CRTC renews Canada’s Big Four group licenses

The regulator estimates Cancon requirements will spark billions in domestic programming investment over the renewals' five- and three-year terms.
July 28, 2011

The Canadian Radio-television and Telecommunications Commission announced Wednesday the group-based license renewals for Canada’s largest broadcast media companies, including Rogers Media’s English-language services, Bell Media, Corus Entertainment and Shaw Media.

The license renewals extend until 2016 for Bell, Corus and Shaw, while Rogers’ renewal extends to 2014.

In renewing the licenses for almost all English-language television services in Canada, the CRTC estimates Cancon requirements will spark billions in domestic programming investment over the renewals’ five- and three-year terms.

The group-based license renewal approach was developed by the CRTC to address the new convergent media world, in which most broadcast properties are owned by a handful of large media companies. The new framework is designed to focus more on Canadian programming production expenditures and less on Canadian exhibition, according to the CRTC.

Under the terms of the renewal, Bell, Corus and Shaw are required to allocate 30% of gross annual revenue to Canadian programming production, 5% of which must be spent on “programs of national interest” (9% for Corus).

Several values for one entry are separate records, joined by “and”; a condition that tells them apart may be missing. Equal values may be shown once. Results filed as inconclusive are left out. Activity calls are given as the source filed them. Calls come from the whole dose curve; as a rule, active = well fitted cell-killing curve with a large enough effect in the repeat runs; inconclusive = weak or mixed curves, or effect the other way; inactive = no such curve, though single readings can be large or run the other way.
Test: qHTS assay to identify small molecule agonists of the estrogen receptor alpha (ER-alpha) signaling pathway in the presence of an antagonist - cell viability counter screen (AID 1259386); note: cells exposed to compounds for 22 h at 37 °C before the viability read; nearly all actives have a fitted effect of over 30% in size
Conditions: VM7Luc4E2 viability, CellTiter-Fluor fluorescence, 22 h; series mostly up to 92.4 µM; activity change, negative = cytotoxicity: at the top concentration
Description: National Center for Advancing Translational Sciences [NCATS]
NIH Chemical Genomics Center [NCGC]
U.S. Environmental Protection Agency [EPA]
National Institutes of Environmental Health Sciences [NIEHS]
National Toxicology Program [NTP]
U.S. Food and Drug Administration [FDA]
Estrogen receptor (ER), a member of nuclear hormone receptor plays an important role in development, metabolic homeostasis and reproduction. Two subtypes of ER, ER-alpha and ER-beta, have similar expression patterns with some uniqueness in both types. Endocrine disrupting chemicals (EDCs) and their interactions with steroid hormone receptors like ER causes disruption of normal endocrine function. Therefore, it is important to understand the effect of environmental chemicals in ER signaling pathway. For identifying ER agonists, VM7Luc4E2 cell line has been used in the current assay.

The regulator said in the decision it considered 30% to be an appropriate level based on spending over the past three broadcast years, and that “it did not wish to impose additional obligations on the designated groups beyond their recent historical [Canadian programming expenditure] levels, in particular since Canadian Media Fund (CMF) license-fee top-ups would no longer be counted as eligible CPE incurred by broadcasters.”

In a statement, the CRTC estimated the Cancon spend could top CDN$774 million in the first year of the new licenses, based on revenues from the past three years, and reach the billions mark over the license renewal term.

Because its stable of specialty channels is smaller, Rogers’ group license renewal was treated separately, with the regulator compelling the mediaco to commit 23% of its gross national revenue to Cancon for its conventional stations, 2.5% of which must be dedicated to programs of national interest and another 2.5% to new local programming. Those figures rise to 3%, and decrease to 2%, respectively, in the final year of the license term.

“As a result, Rogers Media will not have the flexibility to shift financial resources between its television services to meet its spending requirements,” stated the CRTC.

Rogers’ Cancon spend was estimated at $106 million over its three-year license term.

About The Author
Managing editor with realscreen publication, an international print and online magazine that covers the non-fiction film and television industries. Darah is an award-winning journalist who has spent over two decades covering a wide range of issues from real estate and urban development to immigration, politics and human rights, primarily with The Vancouver Sun. Prior to joining realscreen, she was editor of Stream Daily, realscreen's sister publication covering the dynamic global digital video industry. She also served a stint as a war reporter in Afghanistan for television and print, and was a national business blogger with Yahoo Canada.